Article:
Fast-responding cyber coverage easier to get than for secondary costs

By Erin Ayers on May 2, 2014

cyber-liability-coverage-300x224As high-profile data breaches occur and attract public attention, insurance industry observers feel that more and more businesses will seek out first-party cyber insurance coverage to protect their assets and their reputation in the eyes of the public.

A burgeoning market exists for coverage for the costs of responding quickly and effectively to a data breach but it is tricky to find insurance to compensate a company for reputational harm or contingent business interruption due to cyber-related losses.

The challenge is for the business world to understand the kind of risk they have and the coverage they need.

According to Melissa Ventrone, a Chicago-based attorney with Wilson Elser, any company with an online presence, or that outsources work or employs outside vendors could have be at risk for cyber losses and should be looking to protect themselves with insurance or effective risk management practices. Unfortunately, they may not be aware of that risk.

“Companies’ infrastructures and their data and security are under attack,” said Ventrone. Whether the attacks come from cybercriminals, “hacktivists,” corporate espionage, a data breach, or a misdirected email with sensitive information, the threat is there, she explained.

Ventrone agreed that some businesses are addressing the risk, but more awareness is needed at every level of a business about how data are secured and what kind of back-up plans are in place.

“Most companies, when they think of cyber risk, think, ‘oh, a foreign country isn’t going to come after me.’ But there’s internal risk, too,” she said. From an operational standpoint, a breach in security can arise from bringing a laptop or unencrypted hard drive home for safekeeping and losing it or damaging it.

Once a company opts to buy cyber insurance, Ventrone emphasized that insureds need to understand exactly what their policies cover.

“For a company to be adequately covered, it’s so important that they explain to their broker what kind of coverage they’re looking for and what kind of information they handle,” she said.

Brokers and underwriters say that cyber insurance can typically be tailored to a company’s specific needs.

Michael Schmitt, assistant vice president with Lockton, said that businesses can generally find the coverage they need, but they should be prepared for an exhaustive underwriting process depending on the complexity of the risk. Smaller risks with more limited exposure may be underwritten quickly with just the information on the application. As the complexities grow, an underwriter is likely going to want to investigate further and speak with the potential policyholder, according to Schmitt.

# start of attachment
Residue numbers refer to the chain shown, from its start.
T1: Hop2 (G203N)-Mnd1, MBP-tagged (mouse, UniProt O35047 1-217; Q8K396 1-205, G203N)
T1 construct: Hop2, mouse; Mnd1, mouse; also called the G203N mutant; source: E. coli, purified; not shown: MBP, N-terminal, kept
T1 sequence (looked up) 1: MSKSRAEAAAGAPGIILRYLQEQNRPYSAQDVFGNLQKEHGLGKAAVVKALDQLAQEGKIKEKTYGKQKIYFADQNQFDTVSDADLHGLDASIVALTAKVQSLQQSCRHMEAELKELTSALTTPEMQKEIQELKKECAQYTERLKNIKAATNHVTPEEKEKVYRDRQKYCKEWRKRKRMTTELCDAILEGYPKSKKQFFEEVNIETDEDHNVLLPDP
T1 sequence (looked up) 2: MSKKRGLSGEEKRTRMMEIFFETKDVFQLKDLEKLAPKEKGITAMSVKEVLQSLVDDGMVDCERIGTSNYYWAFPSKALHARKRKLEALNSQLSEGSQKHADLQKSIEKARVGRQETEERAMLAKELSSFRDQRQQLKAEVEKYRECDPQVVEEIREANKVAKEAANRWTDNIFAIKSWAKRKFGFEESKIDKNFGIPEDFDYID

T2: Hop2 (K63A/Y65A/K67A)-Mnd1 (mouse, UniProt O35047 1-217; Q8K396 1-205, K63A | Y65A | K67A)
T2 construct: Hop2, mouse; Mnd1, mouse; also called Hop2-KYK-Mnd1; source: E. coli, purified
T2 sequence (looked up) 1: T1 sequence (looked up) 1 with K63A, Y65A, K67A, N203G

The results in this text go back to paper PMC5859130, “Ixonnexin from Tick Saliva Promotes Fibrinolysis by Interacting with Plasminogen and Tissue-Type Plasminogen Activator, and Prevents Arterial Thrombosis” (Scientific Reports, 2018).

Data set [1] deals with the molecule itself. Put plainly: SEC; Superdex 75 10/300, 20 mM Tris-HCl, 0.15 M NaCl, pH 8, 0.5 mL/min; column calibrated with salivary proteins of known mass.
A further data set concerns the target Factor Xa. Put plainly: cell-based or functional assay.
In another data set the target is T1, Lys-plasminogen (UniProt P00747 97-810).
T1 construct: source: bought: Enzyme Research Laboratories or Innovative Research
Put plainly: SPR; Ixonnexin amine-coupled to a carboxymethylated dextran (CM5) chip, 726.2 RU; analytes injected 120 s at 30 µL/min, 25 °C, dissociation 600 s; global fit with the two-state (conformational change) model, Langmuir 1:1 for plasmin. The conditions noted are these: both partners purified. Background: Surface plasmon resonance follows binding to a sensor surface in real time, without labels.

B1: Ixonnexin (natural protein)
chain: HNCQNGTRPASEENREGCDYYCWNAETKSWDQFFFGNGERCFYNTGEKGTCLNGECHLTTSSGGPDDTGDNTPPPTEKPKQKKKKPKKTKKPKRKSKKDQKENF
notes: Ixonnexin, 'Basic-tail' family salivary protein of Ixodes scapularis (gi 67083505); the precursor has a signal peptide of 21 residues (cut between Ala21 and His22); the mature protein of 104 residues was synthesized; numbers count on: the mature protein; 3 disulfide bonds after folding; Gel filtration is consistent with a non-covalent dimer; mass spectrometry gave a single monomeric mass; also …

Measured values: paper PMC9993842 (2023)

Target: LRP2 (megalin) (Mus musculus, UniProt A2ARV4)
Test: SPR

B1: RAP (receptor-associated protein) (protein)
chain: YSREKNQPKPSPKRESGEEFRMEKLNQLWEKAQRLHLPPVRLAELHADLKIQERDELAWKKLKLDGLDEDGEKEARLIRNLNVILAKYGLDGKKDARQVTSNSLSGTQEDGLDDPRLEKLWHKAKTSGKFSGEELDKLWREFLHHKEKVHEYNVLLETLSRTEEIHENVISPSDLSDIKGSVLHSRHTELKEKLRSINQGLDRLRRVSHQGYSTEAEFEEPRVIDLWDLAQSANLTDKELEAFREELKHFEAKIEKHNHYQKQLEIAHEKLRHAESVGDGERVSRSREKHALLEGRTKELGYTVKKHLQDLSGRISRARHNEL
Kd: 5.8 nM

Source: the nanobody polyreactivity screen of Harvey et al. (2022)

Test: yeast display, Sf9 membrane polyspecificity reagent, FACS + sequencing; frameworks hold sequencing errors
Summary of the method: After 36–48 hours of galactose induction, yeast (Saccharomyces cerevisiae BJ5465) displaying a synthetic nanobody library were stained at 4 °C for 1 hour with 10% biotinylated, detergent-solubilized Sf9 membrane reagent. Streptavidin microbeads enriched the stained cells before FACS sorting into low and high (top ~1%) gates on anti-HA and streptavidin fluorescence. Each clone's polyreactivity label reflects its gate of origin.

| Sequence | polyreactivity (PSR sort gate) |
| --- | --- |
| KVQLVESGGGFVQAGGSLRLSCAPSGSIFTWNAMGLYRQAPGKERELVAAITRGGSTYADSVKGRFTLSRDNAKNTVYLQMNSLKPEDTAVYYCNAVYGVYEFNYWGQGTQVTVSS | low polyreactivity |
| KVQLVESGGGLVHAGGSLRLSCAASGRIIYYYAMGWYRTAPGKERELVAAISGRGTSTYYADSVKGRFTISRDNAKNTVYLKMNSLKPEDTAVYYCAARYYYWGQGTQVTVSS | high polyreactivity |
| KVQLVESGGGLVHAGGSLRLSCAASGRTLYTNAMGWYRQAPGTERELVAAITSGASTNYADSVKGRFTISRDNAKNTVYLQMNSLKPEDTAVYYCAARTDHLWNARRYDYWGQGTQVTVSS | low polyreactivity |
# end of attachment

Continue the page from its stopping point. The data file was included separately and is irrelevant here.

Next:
For more complex risks and policies addressing more than notification requirements, coverage is going to depend on the market.

“How much you can achieve in limits and breadth of coverage depends on the carrier. The majority of carriers that play in the cyber liability world are going to provide most of the [basic coverage]. You can go to any of your traditional names,” added Schmitt, citing Chubb, AIG, Travelers, ACE, and Navigators.

Industry experts said clauses in a cyber policy will generally be fairly typical, but language varies according to each individual underwriter and each carrier’s risk appetite.

“Once you dig in a bit deeper, each carrier’s going to tweak their coverage a bit,” said Schmitt.

Underwriters tend to develop their own policy language, although Insurance Services Office (ISO) has created an e-commerce form approved for use in all states other than New York and Vermont. It includes a variety of first- and third-party coverages including the cost of responding to security breaches; loss of business income or extra expense due to viruses or cyber extortion; public relations expense; payments for “ransom” or other threats to an insured’s computer system or proprietary information; replacement of electronic data; media or website liability, including copyright or trademark infringement; programming errors and omissions liability; and liability to third parties for security breaches.

“ISO staff is aware of some participating insurers that have used the ISO cyber program as filed by ISO and approved by state insurance regulators, and others who have used the ISO policy language as a basis to develop their own cyber program,” said the firm, adding that some carriers in the marketplace have developed their own proprietary cyber programs.

ISO said it also plans to introduce an optional cyber endorsement for use with its businessowners program in the second quarter of this year.

Coverage gaps

However, ISO’s forms are provided and approved in states on an advisory basis and brokers said many insurers won’t offer coverage for reputational harm, patent infringement, or intellectual property loss. A few specialty markets provide it and work with the companies who want it and are willing to work with carriers on limits and clearly defined policy language.